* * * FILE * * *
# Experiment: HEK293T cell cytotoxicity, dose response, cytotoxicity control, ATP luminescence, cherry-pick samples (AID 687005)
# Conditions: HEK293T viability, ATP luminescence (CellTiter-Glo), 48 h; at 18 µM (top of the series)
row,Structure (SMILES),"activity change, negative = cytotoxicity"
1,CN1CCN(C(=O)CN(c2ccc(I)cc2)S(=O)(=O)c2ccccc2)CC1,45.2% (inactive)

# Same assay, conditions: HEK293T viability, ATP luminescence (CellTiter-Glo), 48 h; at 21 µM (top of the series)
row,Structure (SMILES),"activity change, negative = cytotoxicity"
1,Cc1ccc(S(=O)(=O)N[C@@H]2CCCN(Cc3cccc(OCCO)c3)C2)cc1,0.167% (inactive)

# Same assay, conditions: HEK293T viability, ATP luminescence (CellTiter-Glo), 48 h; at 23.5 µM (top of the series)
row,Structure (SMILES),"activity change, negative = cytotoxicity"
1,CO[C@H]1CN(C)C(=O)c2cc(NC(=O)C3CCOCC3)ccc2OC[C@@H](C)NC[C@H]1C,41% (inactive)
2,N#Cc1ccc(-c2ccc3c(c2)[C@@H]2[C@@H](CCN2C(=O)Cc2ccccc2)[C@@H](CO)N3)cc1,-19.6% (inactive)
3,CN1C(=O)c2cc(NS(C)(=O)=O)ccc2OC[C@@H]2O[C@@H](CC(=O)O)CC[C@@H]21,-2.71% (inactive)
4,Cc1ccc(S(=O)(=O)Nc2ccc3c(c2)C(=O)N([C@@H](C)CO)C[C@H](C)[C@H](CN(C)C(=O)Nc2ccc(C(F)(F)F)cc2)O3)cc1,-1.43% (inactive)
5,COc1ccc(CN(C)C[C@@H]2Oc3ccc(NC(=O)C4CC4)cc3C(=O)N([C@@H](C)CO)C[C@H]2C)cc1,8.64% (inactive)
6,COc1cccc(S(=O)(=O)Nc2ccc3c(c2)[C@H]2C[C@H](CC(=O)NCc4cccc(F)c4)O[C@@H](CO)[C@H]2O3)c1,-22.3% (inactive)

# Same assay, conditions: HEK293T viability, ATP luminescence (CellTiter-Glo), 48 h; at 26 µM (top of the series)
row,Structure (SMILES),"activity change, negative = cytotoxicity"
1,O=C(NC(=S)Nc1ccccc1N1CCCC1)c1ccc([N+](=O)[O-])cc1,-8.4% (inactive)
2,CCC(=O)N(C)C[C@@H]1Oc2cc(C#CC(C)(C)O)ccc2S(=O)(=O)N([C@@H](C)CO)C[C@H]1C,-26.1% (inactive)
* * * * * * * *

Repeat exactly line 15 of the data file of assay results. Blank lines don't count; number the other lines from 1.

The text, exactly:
6,COc1cccc(S(=O)(=O)Nc2ccc3c(c2)[C@H]2C[C@H](CC(=O)NCc4cccc(F)c4)O[C@@H](CO)[C@H]2O3)c1,-22.3% (inactive)